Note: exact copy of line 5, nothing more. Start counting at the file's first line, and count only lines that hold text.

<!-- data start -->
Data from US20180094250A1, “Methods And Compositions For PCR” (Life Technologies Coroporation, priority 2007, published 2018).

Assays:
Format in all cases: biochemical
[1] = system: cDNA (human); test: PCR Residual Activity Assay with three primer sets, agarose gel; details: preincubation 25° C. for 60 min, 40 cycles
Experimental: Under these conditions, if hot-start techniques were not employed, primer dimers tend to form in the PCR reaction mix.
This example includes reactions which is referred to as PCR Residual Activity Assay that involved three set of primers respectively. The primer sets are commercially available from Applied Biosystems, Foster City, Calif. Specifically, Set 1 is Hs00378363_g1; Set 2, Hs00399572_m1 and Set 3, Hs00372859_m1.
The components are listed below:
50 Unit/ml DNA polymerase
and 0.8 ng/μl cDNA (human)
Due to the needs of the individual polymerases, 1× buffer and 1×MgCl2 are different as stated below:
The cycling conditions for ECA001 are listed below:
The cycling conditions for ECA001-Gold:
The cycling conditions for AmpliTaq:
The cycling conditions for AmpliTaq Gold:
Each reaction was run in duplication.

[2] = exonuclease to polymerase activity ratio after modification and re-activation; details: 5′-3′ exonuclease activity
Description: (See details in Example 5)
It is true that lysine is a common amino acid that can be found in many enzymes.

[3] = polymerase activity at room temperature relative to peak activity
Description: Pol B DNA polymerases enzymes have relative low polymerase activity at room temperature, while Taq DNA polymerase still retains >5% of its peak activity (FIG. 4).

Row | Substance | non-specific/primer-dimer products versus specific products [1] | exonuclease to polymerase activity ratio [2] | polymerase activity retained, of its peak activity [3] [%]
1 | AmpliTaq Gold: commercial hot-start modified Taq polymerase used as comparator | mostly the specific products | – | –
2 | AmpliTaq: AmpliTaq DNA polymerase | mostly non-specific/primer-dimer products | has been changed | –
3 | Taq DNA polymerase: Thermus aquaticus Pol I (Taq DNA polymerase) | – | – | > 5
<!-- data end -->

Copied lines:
Experimental: Under these conditions, if hot-start techniques were not employed, primer dimers tend to form in the PCR reaction mix.